OMEGA-3 FATTY ACIDS, RED YEASTRICE, AND SUDDEN CARDIACDEATHFor people with high cholesterol, or at anincreased risk of cardiovascular disease,there are a couple of concentratednutritional supplements that may be helpfulto aid in lowering the risk of a fatal heartattack or disabling heart disease.The first is the unique and natural nativeproduct from China - red yeast rice. It hasbeen used in customary medical systemsfrom about 800 A.D. This rice is producedwhen white rice is fermented with(monascus purpureus) red yeast. It is said tobe used first in China (more than 2800 years
in the past) as food coloring agent and foodpreservative. The first assumed use of therecipe for making red yeast rice was in1368-1644 - the Ming Dynasty. It wasreported even at that time to boost bloodcirculation. There is careful production ofthe red yeast rice extract to prevent anycitrinin presence, a by-product of theprocess of fermentation which is sometimestoxic. When CoQ10 is added, there appearsto be further enhancement of the product tosupport the immune system as well ashealthy cardiovascular functions.Chinese cuisine has used red yeast rice ascardiac supplements for centuries - that is,to encourage blood circulation and reduceclotting. Asian countries use red yeast rice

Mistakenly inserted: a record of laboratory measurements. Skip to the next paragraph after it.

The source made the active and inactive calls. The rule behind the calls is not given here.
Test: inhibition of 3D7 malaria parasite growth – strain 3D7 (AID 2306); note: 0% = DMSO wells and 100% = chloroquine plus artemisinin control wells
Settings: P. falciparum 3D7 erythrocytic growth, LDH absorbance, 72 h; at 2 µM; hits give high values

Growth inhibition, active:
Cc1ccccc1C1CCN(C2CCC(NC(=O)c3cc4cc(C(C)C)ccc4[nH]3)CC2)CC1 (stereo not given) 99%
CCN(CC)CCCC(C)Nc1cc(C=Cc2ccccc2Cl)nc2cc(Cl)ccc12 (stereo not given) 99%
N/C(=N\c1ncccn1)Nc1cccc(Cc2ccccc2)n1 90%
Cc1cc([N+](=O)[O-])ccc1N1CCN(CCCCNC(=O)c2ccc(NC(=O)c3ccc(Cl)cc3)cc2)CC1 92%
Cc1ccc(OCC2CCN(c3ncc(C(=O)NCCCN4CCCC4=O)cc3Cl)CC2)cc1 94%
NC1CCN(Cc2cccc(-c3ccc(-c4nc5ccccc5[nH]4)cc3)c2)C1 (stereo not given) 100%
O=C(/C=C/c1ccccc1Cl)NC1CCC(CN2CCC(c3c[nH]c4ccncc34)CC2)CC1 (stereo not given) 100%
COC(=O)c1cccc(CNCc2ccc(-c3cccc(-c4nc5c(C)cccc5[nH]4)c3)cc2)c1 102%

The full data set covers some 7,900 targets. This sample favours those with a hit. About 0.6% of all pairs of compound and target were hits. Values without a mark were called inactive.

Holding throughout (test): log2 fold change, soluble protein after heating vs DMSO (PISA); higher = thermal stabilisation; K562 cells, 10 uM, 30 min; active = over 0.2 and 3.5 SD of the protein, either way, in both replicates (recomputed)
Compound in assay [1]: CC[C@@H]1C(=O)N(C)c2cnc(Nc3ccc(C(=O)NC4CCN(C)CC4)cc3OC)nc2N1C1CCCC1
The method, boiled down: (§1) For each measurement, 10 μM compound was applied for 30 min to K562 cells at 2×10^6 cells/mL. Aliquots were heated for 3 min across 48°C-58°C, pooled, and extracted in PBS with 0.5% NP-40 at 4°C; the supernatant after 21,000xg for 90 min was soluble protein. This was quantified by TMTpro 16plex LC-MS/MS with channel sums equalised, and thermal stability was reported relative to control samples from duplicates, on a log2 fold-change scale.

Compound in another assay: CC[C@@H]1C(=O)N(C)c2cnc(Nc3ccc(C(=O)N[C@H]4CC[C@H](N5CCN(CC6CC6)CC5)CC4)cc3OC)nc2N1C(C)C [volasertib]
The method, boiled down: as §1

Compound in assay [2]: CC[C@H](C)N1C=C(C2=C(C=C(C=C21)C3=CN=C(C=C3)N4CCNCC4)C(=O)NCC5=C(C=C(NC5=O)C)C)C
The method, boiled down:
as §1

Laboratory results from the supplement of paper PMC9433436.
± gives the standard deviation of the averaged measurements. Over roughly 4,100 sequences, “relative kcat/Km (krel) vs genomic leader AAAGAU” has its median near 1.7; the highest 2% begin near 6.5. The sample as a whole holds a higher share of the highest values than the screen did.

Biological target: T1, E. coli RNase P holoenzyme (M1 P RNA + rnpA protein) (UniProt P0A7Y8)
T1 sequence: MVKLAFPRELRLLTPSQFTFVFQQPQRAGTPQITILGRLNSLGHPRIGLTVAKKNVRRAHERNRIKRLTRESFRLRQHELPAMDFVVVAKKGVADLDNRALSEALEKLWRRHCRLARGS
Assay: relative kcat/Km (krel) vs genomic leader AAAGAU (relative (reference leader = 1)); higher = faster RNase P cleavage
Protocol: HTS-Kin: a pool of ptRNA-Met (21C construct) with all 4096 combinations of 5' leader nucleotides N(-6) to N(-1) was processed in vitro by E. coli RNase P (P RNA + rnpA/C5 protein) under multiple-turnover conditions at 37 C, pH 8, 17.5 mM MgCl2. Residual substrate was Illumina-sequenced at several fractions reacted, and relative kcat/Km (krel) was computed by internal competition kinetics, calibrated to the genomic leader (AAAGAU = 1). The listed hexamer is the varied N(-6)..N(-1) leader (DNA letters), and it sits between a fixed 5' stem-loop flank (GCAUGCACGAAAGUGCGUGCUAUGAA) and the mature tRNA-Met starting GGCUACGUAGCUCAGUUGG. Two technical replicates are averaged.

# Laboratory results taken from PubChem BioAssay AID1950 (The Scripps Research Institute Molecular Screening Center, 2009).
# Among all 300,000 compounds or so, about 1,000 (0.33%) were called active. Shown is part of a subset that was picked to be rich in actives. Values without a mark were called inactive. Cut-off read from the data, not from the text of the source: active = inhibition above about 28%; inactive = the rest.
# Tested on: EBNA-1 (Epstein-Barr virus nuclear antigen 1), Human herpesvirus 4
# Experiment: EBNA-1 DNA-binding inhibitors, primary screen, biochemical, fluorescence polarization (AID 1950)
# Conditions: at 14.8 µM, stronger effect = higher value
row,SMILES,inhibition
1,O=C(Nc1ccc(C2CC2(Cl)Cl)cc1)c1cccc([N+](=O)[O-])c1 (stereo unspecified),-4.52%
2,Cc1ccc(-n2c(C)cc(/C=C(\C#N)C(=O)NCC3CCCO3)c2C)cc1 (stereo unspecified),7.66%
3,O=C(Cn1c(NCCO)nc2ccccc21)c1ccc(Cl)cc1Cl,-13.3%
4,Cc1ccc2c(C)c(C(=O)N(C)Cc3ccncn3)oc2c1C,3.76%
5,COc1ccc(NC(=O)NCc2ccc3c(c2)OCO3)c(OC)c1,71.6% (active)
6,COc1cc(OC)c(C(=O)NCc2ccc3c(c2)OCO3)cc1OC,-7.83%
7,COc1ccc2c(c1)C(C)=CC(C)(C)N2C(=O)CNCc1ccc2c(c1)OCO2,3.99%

as a staple for diets, used in making ricewine, flavour agent, as well as to maintainthe colour and flavour of meat and fish. Thered yeast rice develops inhibitors referred toas monacolins. These inhibitors(hydroxymethylglutaryl-CoA reductase(HMG-CoA reductase)) occur naturally. Thehealing properties of the red yeast ricepositively affect the lipid reports of patientswho are hypercholesterolemic.The second concentrated nutritient that maybe of benefit to your heart is omega-3 fattyacid. This appears to be helpful for peoplethat are at risk of heart disease, or arecurrently experiencing the negative effectsof heart disease. Omega-3 fatty acids appearto have an anti-arrhythmic effect, and have
been shown in some research to reduce therisk of sudden death by about a half, andreduce the risk of cardiac death by a third.Modest doses are recommended because ofthe possible interaction with othersupplements or medications a person maybe taking, such as aspirin and other blood-thinning medications.The primary side effects of red yeast riceappear to be primarily due to contaminantsduring production. Selecting a product froma reputable manufacturer is especiallyimportant for this supplement. The primaryside effects of omega-3 fatty acids likelycome from interactions withpharmaceuticals. It is important to let yourphysician and pharmacist know about what
you are taking, so they can help youminimize any side-effects. Also, keep inmind that supplementation does not replacea healthy diet full of plant foods. Balancesupplementation with a moderate andbalanced diet.REFERENCEOng HT, Cheah JS. Statin alternatives orjust placebo: an objective review of omega-3, red yeast rice and garlic in cardiovasculartherapeutics. Chin Med J (Engl). 2008 Aug20;121(16):1588-94.